The Bangkok Food Experience
Visiting Bangkok is always a good idea. The range of experiences this town has to offer is never-ending. The capital of Thailand has everything — a seaside, nightlife to remember, exotic culture, and of course, food like you have never seen before and probably won’t try anywhere else. So if you are not sure what the popular food in Bangkok is or where tourists eat, you’ll find all the info you need below.
The Top Foods in Bangkok That Everyone Must Try
Thai cuisine and culinary tradition essentially come from Thailand’s neighbors, India, Malaysia, and Indonesia, which influenced the culture of Thailand for over a century. It’s often described as spicy, light, and always with a strong aroma.
The list of dishes you have to try is pretty long, but here’s some of the food tourists must try in Bangkok.
Tom Yum Goong
In translation, this is Spicy Shrimp Soup. It is a symphony of taste, and as a tourist, you must try it. The ingredients that go into this dish are chili, lemongrass, galangal, shallots, kaffir lime leaves, fresh lime juice, and plenty of fish sauce. There is also a creamy version that includes fresh prawns and mushrooms.
Gaeng Daeng means Red Curry, and it is a core flavor for a number of other dishes, but it can be served as an individual dish as well. It’s prepared by cooking red curry paste in coconut milk and adding any type of meat, such as chicken, pork, duck, shrimp, or, for the vegetarian version, tofu.
The famous Pad Thai, or Thai-style Fried Noodles, is a must-try. This thin rice-noodle delight is prepared with eggs, fish sauce, and meat of your choice. The noodles are stir-fried, then topped with peanut shavings, some sugar, dried chili flakes, and a squeeze of lime. It has a little bit of everything — it’s spicy, sweet, salty, and sour.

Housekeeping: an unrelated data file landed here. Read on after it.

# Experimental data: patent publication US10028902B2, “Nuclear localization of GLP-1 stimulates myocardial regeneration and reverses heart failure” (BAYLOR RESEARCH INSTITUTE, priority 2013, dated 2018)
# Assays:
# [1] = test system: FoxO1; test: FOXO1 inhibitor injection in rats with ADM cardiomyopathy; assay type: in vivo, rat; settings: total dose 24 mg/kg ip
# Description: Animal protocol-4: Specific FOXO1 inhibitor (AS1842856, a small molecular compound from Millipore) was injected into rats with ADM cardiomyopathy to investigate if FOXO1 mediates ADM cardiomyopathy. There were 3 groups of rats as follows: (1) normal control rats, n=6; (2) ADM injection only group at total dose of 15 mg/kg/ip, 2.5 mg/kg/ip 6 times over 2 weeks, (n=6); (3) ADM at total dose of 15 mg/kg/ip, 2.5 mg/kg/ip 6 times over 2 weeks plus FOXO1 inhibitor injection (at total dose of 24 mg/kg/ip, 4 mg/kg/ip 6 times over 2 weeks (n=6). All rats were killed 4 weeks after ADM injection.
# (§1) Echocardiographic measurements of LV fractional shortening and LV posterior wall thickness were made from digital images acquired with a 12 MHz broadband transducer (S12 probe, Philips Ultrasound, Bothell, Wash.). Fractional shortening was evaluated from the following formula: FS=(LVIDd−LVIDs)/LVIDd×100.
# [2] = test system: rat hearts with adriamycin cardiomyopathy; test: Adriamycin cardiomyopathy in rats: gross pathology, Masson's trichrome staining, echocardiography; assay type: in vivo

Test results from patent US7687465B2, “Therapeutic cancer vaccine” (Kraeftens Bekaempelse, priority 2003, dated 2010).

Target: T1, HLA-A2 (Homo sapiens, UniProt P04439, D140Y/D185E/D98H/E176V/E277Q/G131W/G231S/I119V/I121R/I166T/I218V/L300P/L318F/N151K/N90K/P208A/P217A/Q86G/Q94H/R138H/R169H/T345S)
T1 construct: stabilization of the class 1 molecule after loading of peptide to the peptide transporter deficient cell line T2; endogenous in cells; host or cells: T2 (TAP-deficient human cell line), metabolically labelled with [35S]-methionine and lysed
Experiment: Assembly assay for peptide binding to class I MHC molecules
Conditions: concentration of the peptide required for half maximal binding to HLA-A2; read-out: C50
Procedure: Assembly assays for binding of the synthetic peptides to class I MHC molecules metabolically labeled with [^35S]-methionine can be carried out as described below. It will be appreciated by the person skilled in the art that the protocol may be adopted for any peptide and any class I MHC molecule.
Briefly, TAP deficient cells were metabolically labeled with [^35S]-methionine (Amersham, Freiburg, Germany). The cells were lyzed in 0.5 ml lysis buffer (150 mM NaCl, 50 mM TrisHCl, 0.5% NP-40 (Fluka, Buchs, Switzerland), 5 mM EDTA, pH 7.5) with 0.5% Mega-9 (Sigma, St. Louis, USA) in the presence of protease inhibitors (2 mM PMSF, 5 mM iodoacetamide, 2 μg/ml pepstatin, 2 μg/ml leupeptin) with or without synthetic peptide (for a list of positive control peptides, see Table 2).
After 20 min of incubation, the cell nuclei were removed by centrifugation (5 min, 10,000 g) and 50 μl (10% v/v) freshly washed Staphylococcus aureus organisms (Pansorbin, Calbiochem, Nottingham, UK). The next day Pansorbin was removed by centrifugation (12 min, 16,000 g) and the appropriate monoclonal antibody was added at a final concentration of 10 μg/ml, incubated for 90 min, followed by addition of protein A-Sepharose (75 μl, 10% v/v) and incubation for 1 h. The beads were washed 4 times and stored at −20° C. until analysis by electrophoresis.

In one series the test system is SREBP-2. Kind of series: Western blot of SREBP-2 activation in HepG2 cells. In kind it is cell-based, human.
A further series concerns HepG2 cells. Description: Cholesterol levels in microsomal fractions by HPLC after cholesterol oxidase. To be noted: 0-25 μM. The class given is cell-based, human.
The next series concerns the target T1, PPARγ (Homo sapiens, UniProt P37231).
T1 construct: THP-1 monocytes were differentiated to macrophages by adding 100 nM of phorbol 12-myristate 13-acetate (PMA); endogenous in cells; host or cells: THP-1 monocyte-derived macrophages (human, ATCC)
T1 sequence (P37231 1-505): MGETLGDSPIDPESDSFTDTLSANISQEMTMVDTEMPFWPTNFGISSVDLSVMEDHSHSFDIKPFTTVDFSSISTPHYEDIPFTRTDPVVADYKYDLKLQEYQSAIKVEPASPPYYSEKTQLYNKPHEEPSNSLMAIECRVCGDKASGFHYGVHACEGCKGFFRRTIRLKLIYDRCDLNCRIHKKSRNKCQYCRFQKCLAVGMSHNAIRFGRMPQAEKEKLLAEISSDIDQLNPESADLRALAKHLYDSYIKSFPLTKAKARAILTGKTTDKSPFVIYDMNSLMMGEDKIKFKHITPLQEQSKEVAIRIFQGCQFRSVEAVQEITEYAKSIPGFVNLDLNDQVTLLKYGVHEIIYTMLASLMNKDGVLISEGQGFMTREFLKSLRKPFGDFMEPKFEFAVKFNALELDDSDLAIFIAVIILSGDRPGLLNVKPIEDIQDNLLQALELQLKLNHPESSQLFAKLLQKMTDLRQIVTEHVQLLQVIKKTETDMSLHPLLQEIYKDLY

Khao Pad or Fried Rice is often perceived as a Thai go-to. Khao Pad translates to “fried rice,” which basically is a whole dish with added eggs and onion. It’s simple and quick when you think of it, but it’s extremely tasty.
Som Tum (Spicy Green Papaya Salad)
This is a popular Thai snack. “Som” refers to its sour taste, and “tum” is the pounding sound of the large pestle that is used for crushing the ingredients. This dish represents the classic mix in Thai cuisine — a fruity flavor with spiciness all around.
Tom Kha Kai (Chicken in Coconut Soup)
This chicken and coconut soup is rich in flavor and just screams Thai. Besides chicken and coconut, they add lemongrass, lime juice, some ginger, fish sauce, basil, chile paste, and cilantro to this culinary perfection.
Pad Krapow Moo Saap (Fried Basil and Pork)
This dish is prepared by stirring garlic and chilies, then throwing in pork. After that, they add four fried eggs and season everything with three types of sauce — oyster, soy, and fish sauce. The dish is finished with sugar and basil leaves. Perfect!
Gaeng Keow Wan Kai (Green Chicken Curry)
Another favorite Thai dish, Thai Green Curry is a great blend of coconut cream and green curry, which are blended in delightful curry paste. It goes well with rice, especially if it’s mango sticky rice!
Where to Try These Foods
The city has a variety of restaurants to offer, and if you’re wondering where to eat in Bangkok, this shouldn’t be a problem, regardless of the time of the day or part of the city you are in. All of these dishes can be bought from street vendors too. You can find them all over Bangkok. There are a lot of options to choose from, but like in any business, there are the famous ones people talk about all the time. There are also some hidden places for those who like to explore and try the food locals eat. So let’s start with street vendors.